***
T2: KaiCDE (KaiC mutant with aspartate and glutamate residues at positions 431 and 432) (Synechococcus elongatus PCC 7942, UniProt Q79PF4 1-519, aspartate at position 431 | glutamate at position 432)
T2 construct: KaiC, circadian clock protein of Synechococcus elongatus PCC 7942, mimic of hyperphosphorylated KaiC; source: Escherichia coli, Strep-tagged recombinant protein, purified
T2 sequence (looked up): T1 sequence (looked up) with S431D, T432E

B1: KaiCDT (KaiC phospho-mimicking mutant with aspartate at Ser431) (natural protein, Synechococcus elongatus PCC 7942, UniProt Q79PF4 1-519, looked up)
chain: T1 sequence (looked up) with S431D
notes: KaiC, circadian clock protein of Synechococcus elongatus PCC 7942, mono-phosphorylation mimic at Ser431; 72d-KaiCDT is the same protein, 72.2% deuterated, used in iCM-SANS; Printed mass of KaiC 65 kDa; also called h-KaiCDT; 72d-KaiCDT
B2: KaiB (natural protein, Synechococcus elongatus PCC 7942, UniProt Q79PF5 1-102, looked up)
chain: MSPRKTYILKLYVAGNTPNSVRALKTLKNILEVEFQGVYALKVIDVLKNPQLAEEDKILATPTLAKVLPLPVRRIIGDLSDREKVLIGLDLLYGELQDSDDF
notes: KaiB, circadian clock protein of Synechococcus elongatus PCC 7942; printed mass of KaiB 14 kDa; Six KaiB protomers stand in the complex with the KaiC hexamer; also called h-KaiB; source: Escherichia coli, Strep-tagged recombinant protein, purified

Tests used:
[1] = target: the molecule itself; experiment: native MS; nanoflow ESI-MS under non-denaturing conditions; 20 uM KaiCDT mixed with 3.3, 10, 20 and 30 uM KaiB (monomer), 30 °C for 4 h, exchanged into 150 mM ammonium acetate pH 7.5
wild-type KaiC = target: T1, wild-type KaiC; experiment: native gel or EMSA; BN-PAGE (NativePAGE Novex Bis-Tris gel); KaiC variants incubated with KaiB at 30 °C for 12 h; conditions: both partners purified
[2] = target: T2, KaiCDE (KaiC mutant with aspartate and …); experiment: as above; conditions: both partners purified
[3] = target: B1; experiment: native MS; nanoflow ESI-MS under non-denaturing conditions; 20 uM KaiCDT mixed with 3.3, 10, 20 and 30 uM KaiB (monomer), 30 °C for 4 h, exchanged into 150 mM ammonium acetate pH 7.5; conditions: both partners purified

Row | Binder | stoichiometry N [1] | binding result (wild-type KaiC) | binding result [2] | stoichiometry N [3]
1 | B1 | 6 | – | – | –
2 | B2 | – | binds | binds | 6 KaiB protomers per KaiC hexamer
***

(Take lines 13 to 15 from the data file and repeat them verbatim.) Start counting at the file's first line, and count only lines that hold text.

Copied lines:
[2] = target: T2, KaiCDE (KaiC mutant with aspartate and …); experiment: as above; conditions: both partners purified
[3] = target: B1; experiment: native MS; nanoflow ESI-MS under non-denaturing conditions; 20 uM KaiCDT mixed with 3.3, 10, 20 and 30 uM KaiB (monomer), 30 °C for 4 h, exchanged into 150 mM ammonium acetate pH 7.5; conditions: both partners purified

Row | Binder | stoichiometry N [1] | binding result (wild-type KaiC) | binding result [2] | stoichiometry N [3]